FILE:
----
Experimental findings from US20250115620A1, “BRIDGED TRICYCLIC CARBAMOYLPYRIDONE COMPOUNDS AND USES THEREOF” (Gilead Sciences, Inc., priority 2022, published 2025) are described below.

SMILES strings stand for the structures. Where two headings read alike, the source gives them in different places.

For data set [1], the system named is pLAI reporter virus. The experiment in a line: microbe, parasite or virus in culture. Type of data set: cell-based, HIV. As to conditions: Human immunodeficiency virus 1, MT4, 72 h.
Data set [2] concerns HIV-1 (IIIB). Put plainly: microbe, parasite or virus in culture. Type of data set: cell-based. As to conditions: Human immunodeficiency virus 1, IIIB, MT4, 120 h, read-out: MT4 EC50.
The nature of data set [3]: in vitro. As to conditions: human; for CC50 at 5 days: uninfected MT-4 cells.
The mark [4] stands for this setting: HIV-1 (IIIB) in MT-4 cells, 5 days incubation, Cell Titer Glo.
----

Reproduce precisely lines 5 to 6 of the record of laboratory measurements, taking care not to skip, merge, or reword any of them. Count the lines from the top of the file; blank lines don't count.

The nature of data set [3]: in vitro. As to conditions: human; for CC50 at 5 days: uninfected MT-4 cells.
The mark [4] stands for this setting: HIV-1 (IIIB) in MT-4 cells, 5 days incubation, Cell Titer Glo.